Florida Chamber of Commerce Financial Impact Study Shows Proposed Energy Ballot Measure Will Cost $1.2 Billion Annually
By: Florida Chamber of Commerce
“Although the Florida Chamber has already conducted its analysis, we urge the FIEC to provide the financial transparency of the new law stemming from House Bill 5 to provide voters more comprehensive transparency on this mandate that will drastically increase electricity costs.” – Mark Wilson, President and CEO
TALLAHASSEE, FL (August 12, 2019) – In advance of today’s state Financial Impact Estimating Conference (FIEC) to determine portions of the economic impact of a ballot initiative to restructure Florida’s electricity market, the Florida Chamber of Commerce today pointed to independent financial impact research showing that the proposed amendment will cost $1.2 to $1.5 billion annually to state and local governments.
“Voters deserve to know the facts – this price hiking electricity related ballot measure is a drastic and costly proposal that will drive up costs on Florida’s families, consumers and local businesses,” said Mark Wilson, President and CEO, Florida Chamber of Commerce.
Studies by Charles River Associates shows that the proposed restructuring of Florida’s electricity market would have an adverse financial impact, in terms of lower tax revenues and increased costs, of $1.2 to $1.5 billion or more per year to Florida’s state and local governments, and ultimately, to taxpayers. That means less funding for vital local services, including fire departments and first responders, and likely higher taxes for consumers and local businesses.
Chief among revenue losses are:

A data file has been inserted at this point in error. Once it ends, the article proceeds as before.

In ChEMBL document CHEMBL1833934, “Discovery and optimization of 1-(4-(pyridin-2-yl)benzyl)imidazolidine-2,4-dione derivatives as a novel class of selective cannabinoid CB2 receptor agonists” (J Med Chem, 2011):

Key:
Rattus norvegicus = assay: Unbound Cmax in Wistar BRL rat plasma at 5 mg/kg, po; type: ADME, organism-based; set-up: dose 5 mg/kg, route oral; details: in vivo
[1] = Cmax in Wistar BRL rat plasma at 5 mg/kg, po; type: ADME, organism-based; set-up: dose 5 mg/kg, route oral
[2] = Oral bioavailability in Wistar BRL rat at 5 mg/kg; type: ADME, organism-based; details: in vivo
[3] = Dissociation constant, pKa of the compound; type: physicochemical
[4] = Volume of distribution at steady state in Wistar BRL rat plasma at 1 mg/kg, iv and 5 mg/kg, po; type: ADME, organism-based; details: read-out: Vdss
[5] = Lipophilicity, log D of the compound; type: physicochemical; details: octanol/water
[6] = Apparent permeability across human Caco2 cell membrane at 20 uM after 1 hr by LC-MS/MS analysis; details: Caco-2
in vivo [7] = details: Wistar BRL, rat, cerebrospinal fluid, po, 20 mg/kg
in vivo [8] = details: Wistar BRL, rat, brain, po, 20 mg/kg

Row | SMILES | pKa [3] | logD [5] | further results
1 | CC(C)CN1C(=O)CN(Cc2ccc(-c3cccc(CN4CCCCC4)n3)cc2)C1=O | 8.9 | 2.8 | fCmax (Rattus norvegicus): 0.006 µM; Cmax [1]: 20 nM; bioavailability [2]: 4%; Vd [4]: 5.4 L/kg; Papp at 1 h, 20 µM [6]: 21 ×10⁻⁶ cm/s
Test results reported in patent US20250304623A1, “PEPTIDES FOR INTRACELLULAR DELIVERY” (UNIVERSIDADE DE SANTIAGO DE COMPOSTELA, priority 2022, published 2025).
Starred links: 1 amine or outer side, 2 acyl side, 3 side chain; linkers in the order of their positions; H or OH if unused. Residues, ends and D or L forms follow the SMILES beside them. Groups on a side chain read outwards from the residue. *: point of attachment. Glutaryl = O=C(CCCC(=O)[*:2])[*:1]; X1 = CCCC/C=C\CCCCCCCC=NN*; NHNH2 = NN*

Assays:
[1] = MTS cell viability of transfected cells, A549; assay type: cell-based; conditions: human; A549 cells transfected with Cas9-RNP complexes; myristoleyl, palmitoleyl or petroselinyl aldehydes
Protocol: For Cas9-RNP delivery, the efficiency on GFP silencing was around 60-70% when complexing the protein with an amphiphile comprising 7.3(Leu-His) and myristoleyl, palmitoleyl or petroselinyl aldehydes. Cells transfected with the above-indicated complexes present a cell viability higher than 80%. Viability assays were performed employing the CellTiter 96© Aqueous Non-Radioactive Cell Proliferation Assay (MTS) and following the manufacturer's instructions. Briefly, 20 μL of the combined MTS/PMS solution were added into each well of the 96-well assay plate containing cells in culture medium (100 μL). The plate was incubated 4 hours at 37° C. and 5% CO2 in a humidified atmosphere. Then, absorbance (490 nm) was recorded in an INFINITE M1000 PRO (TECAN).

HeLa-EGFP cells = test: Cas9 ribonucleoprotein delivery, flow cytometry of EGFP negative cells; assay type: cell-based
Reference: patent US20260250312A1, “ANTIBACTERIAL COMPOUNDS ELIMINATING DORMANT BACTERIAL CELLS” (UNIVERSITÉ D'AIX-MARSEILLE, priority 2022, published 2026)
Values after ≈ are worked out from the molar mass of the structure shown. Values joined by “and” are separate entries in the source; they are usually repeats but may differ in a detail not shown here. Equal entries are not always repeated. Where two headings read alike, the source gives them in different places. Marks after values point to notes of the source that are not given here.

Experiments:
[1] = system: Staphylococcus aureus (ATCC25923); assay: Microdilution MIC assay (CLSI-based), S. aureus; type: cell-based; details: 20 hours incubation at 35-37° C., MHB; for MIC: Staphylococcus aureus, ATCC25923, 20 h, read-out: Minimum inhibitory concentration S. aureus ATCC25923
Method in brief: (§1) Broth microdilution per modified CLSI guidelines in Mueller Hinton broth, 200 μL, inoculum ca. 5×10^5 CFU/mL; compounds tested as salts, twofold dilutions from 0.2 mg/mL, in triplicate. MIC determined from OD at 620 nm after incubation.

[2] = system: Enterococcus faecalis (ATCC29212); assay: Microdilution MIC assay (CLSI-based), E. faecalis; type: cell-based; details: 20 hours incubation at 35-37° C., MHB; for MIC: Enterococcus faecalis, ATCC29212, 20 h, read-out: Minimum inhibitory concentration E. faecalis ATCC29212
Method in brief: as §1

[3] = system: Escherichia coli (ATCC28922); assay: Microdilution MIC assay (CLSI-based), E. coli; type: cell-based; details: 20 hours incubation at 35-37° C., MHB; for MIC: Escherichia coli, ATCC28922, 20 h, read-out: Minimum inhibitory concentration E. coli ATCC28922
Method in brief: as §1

- Franchise Fees – $650 million
- Gross Receipt Tax — $270 million to $320 million
- Municipal Public Service Tax — $200 million to $300 million
- Property Tax — $60 million to $140 million
Topping the list of higher costs are:
- Administrative Costs — $30 million to $80 million
- RTO or ISO – impact of higher rates — $20 million to $25 million
“We cannot secure Florida’s future with regulatory policies that will make our state less competitive and electricity more expensive,” Wilson added.
When the FIEC originally met on the energy regulation proposal in March, they did not determine the financial impact that drastically changing Florida’s electricity market would have on Florida’s communities – despite the empirical evidence presented by expert economists.
At the urging of the Florida Chamber of Commerce, lawmakers passed and Governor Ron DeSantis signed into law HB 5 requiring a financial impact estimate on both the state and local communities.
“Although the Florida Chamber has already conducted its analysis, we urge the FIEC to provide the financial transparency of the new law stemming from House Bill 5 to provide voters more comprehensive transparency on this mandate that will drastically increase electricity costs,” said Wilson.
Established in 1916 as Florida’s first statewide business advocacy organization, the Florida Chamber of Commerce is the voice of business and the state’s largest federation of employers, chambers of commerce and associations aggressively representing small and large businesses from every industry and every region. The Florida Chamber works within all branches of government to affect those changes set forth in the annual Florida Business Agenda, and which are seen as critical to secure Florida’s future. The Florida Chamber works closely with its Florida Political Operations and the Florida Chamber Foundation. Visit www.FloridaChamber.com for more information.